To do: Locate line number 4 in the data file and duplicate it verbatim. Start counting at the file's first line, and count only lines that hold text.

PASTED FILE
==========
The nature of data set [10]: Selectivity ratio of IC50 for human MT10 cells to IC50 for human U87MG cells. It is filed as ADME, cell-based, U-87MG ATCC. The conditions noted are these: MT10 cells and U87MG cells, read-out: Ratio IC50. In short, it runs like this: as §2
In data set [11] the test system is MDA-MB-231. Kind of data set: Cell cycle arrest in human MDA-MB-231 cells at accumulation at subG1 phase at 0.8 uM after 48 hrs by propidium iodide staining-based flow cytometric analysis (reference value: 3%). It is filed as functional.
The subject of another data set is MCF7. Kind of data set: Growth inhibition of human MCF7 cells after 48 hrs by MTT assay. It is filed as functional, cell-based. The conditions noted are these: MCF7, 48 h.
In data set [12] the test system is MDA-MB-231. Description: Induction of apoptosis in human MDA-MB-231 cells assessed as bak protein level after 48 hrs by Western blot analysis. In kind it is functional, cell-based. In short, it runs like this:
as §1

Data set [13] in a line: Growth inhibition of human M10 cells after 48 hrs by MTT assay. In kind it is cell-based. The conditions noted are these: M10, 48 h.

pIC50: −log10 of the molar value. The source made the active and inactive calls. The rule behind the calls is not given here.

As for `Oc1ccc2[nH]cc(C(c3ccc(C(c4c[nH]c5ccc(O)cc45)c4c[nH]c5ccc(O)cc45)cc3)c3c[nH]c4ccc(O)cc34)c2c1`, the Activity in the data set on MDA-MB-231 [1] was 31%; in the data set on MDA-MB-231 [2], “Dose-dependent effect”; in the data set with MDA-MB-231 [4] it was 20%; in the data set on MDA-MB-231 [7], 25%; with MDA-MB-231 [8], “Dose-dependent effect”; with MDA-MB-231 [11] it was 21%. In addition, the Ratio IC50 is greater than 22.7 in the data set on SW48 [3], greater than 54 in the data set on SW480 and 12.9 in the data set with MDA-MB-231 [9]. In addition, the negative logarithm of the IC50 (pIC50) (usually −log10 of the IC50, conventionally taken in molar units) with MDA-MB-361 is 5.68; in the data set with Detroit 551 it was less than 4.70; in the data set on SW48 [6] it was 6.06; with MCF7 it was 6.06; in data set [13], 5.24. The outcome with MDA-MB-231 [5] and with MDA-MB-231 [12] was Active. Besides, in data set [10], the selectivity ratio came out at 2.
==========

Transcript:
In data set [12] the test system is MDA-MB-231. Description: Induction of apoptosis in human MDA-MB-231 cells assessed as bak protein level after 48 hrs by Western blot analysis. In kind it is functional, cell-based. In short, it runs like this: